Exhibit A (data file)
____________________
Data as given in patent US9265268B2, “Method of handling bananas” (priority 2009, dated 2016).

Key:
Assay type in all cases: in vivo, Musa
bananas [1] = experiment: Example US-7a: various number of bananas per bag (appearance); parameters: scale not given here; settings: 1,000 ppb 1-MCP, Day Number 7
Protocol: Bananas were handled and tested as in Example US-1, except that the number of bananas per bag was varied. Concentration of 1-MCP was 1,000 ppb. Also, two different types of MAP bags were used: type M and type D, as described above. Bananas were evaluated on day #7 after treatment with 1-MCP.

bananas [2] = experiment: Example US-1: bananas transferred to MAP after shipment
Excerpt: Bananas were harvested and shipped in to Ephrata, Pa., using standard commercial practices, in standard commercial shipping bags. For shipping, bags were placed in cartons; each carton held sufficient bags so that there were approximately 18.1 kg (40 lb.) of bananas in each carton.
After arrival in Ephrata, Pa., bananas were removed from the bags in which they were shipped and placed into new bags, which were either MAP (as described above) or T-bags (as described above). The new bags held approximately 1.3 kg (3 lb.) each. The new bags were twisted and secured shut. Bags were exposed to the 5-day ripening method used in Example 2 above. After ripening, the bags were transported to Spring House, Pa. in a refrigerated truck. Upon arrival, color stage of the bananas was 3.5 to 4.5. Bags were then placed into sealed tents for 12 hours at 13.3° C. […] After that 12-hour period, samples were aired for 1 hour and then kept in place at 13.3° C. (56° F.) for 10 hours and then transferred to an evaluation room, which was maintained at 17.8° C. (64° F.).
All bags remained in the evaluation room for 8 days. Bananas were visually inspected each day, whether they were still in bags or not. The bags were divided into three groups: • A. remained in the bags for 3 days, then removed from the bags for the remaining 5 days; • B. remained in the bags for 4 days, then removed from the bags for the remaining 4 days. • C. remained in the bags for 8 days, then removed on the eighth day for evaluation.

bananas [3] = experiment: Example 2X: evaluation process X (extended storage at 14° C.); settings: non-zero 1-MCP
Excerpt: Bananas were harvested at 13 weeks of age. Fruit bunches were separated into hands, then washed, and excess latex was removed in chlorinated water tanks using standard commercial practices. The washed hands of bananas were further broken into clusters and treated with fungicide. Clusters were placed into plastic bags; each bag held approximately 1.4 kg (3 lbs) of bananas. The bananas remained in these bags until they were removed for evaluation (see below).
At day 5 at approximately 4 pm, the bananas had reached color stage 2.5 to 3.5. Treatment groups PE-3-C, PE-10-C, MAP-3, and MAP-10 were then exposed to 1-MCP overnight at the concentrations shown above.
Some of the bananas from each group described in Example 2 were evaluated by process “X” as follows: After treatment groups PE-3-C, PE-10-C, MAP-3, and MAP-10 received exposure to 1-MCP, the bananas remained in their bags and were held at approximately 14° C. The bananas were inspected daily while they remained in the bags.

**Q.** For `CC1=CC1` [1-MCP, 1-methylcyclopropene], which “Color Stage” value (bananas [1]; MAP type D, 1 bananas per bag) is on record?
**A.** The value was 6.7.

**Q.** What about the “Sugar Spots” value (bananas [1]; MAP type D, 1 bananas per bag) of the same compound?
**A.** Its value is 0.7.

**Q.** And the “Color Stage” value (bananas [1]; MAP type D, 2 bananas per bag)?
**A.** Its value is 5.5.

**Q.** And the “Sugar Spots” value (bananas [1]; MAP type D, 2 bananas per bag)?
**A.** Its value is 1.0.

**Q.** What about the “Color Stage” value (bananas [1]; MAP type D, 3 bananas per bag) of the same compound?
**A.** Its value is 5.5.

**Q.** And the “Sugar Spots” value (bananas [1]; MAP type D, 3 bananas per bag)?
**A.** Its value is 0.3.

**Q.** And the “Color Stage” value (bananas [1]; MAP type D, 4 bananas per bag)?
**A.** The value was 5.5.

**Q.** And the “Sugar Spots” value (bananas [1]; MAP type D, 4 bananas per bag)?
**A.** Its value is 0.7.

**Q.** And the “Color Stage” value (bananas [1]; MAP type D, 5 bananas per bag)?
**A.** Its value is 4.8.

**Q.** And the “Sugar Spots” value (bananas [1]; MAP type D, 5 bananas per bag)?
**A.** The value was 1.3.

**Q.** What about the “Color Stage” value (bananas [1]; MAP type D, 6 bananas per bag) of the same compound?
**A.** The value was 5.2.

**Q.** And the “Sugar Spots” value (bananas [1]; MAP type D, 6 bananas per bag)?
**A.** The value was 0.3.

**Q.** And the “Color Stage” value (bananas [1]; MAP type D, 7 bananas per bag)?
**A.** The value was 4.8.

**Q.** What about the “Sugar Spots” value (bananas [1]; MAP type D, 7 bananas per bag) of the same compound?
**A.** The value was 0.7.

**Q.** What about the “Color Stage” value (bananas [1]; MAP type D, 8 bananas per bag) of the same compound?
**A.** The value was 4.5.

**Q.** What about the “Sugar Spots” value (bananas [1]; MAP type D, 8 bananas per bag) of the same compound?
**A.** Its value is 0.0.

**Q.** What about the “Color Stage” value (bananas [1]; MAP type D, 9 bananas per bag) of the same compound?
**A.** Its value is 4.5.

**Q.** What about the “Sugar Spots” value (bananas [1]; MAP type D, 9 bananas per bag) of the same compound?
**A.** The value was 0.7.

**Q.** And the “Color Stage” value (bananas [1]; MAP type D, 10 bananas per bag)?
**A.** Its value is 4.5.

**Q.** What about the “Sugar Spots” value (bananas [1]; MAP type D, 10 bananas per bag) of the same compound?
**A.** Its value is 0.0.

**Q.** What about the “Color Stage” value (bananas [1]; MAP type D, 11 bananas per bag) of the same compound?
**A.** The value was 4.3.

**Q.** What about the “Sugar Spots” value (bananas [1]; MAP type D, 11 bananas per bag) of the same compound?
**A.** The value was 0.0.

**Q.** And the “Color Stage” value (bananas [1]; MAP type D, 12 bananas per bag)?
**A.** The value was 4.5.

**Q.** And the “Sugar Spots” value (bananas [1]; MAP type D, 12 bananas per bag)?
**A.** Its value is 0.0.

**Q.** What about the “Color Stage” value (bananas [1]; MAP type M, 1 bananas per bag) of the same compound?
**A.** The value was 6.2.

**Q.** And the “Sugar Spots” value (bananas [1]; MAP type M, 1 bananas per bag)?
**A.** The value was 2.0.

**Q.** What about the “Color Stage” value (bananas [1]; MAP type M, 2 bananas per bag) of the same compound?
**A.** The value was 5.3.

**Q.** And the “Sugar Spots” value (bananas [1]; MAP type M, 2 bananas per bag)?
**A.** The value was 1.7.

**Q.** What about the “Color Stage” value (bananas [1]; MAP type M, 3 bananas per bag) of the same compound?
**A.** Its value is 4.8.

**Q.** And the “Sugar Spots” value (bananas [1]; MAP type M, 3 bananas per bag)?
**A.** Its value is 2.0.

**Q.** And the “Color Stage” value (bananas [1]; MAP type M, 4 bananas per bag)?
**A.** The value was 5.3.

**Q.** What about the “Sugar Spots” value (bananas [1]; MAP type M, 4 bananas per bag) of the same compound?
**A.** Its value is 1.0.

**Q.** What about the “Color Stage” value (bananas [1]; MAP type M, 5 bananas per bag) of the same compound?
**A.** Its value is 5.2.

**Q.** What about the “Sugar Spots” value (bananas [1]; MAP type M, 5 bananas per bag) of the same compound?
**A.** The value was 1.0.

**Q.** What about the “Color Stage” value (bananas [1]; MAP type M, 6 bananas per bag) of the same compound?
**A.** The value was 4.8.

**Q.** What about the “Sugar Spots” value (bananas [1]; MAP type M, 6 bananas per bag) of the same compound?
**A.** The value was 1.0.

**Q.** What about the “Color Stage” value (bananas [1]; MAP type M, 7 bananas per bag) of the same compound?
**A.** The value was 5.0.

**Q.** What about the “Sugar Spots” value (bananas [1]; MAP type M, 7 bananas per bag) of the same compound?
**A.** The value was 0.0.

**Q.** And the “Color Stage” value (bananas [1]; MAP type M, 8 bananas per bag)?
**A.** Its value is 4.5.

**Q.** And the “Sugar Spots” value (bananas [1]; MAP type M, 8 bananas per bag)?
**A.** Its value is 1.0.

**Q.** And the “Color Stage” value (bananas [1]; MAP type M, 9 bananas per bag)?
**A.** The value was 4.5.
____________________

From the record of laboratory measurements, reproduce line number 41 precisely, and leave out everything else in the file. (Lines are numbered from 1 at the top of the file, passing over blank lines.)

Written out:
**A.** The value was 0.7.